Domain services

A new crypto land seizure

A lot of people are suddenly betting that in the metaverse, .eth addresses will be the new .com. So what is amazon.eth worth?
Photo-Illustration: Intelligence;

When NFTs first appeared in the public consciousness, the idea behind them was a bit strange. Here are those crypto ownership certificates attached to pictures of bored monkeys or videos of Kevin Durant in the field, but they haven’t given anyone the copyright to those specific media. Nonetheless, they took off, tens of thousands being traded every day. Now, there is a new object of hype in the crypto world: .eth domain names, an address that people can use exclusively on a crypto-based internet, beyond the reach of your typical browser. (It may not be by chance that they are linked to NFTs; domains can be used as a place to show off crypto holdings.) The race to acquire Ethereum Name Service domains is reminiscent, at smaller scale, that of .com names in the early days of the Internet. Many buyers try to grab as many primary addresses as possible, hoping to resell them for a lot more money.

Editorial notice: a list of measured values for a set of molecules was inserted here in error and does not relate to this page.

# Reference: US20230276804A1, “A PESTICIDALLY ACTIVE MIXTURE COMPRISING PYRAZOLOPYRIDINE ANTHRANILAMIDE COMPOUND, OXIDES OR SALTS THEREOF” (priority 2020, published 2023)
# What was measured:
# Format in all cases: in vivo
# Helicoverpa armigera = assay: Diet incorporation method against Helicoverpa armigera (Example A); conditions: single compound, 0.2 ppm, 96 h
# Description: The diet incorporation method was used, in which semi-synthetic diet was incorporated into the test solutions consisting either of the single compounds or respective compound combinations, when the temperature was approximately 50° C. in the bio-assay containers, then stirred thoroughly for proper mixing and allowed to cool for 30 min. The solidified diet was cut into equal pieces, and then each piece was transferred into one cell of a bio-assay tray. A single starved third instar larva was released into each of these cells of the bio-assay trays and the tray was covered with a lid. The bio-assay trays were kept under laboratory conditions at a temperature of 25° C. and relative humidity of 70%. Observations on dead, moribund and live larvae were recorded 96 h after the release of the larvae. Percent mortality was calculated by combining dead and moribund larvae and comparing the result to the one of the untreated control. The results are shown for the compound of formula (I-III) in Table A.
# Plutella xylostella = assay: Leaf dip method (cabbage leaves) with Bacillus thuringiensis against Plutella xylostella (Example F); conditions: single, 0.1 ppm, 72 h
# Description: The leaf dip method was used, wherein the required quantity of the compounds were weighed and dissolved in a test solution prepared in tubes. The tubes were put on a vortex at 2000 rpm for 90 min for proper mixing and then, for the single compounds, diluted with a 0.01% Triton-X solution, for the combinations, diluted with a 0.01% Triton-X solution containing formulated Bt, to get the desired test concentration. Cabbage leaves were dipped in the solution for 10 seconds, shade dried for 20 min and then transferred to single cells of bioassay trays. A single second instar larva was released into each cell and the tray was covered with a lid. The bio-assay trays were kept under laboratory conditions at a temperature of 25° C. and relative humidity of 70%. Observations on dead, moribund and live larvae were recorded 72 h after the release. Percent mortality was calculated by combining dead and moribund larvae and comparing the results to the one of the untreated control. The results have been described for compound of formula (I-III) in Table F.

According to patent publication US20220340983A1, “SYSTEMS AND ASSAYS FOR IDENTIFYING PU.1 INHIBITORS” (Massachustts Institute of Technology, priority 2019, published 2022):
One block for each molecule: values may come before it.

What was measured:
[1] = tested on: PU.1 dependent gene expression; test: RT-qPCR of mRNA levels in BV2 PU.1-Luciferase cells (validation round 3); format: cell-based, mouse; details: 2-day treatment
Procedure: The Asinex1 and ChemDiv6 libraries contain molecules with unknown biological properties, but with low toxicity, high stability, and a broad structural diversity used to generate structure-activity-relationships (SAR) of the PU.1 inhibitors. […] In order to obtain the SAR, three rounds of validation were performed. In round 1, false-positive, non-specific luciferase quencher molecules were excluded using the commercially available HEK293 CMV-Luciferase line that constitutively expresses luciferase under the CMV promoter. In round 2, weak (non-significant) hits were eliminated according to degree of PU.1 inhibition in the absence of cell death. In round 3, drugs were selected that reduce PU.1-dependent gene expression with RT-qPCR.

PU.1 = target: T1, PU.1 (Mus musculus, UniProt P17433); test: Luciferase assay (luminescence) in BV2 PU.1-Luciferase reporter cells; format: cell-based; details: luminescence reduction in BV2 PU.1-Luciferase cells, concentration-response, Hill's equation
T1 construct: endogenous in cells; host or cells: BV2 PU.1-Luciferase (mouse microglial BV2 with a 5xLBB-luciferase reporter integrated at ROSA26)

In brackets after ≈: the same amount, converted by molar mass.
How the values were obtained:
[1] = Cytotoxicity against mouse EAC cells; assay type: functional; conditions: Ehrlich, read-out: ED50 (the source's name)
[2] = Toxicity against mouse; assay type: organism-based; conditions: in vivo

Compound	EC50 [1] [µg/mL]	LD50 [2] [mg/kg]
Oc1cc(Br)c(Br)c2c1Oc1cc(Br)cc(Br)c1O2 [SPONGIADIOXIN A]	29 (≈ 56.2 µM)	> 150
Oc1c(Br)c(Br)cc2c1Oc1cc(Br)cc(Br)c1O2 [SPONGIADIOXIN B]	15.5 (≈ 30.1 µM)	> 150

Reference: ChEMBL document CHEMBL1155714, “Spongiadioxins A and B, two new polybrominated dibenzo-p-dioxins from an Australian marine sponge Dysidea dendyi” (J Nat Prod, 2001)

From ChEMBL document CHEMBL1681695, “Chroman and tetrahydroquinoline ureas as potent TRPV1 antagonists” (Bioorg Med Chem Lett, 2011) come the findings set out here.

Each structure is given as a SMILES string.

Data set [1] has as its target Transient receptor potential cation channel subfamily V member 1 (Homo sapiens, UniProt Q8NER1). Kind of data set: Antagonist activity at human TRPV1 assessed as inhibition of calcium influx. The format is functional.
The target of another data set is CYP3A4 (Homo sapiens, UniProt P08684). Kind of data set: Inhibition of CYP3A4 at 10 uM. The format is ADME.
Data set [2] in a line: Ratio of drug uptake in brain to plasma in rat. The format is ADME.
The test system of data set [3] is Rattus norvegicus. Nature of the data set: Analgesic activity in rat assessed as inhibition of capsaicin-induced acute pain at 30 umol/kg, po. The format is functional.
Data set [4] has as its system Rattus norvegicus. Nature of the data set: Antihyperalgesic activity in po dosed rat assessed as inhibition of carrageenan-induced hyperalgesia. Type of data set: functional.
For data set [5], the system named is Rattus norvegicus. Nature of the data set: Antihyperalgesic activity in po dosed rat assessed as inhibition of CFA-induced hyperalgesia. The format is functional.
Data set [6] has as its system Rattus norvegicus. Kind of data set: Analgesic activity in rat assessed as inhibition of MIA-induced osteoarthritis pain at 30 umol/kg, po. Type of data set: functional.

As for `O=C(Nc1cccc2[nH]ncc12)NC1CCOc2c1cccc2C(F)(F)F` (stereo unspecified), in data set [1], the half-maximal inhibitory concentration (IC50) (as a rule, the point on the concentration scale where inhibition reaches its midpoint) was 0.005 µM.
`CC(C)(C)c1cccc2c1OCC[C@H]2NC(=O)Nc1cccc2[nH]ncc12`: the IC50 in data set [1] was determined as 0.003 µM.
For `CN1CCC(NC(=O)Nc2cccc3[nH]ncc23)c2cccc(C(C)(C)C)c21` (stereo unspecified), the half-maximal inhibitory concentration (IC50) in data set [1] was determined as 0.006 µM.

This month alone, more than 71,000 domains were newly created on the Ethereum name service – its biggest month ever, dating back to 2017. The rush to buy has created thousands of new potential digital owners – some of which have collected hundreds of domains. The bump was aided by Silicon Valley celebrities like Balaji Srinivasan and real celebrities like Ashton kutcher, who both used Twitter to promote the domains. At OpenSea, a large NFT marketplace, amazon.eth is currently on sale for almost $ 1 million, while Nike.eth is listed for over $ 4 million. Recent sales include adele.eth for around $ 6,000, radiologist.eth for $ 4,000 and boy.eth for $ 65,000. On Discord, the favorite chat app of the gaming and crypto communities, an ENS domain server is inundated with people trying to offload batches of less impressive names, like pussylord.eth for around $ 200 before transaction fees.